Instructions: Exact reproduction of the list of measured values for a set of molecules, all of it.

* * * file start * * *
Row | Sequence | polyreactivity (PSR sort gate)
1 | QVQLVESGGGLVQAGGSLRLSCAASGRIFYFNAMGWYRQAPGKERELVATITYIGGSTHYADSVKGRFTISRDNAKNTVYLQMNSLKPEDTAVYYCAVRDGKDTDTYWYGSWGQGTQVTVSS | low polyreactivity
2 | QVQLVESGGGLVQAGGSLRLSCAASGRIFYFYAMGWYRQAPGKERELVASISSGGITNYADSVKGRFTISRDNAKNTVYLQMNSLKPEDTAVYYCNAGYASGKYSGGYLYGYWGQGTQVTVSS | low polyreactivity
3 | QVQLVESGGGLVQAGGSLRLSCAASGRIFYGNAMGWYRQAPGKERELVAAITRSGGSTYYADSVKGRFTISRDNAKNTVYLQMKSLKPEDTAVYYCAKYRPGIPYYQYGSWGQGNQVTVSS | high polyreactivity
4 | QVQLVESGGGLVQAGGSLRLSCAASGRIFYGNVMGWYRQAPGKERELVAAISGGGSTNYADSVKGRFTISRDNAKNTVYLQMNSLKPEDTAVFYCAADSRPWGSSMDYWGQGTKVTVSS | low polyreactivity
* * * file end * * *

Row | Sequence | polyreactivity (PSR sort gate)
1 | QVQLVESGGGLVQAGGSLRLSCAASGRIFYFNAMGWYRQAPGKERELVATITYIGGSTHYADSVKGRFTISRDNAKNTVYLQMNSLKPEDTAVYYCAVRDGKDTDTYWYGSWGQGTQVTVSS | low polyreactivity
2 | QVQLVESGGGLVQAGGSLRLSCAASGRIFYFYAMGWYRQAPGKERELVASISSGGITNYADSVKGRFTISRDNAKNTVYLQMNSLKPEDTAVYYCNAGYASGKYSGGYLYGYWGQGTQVTVSS | low polyreactivity
3 | QVQLVESGGGLVQAGGSLRLSCAASGRIFYGNAMGWYRQAPGKERELVAAITRSGGSTYYADSVKGRFTISRDNAKNTVYLQMKSLKPEDTAVYYCAKYRPGIPYYQYGSWGQGNQVTVSS | high polyreactivity
4 | QVQLVESGGGLVQAGGSLRLSCAASGRIFYGNVMGWYRQAPGKERELVAAISGGGSTNYADSVKGRFTISRDNAKNTVYLQMNSLKPEDTAVFYCAADSRPWGSSMDYWGQGTKVTVSS | low polyreactivity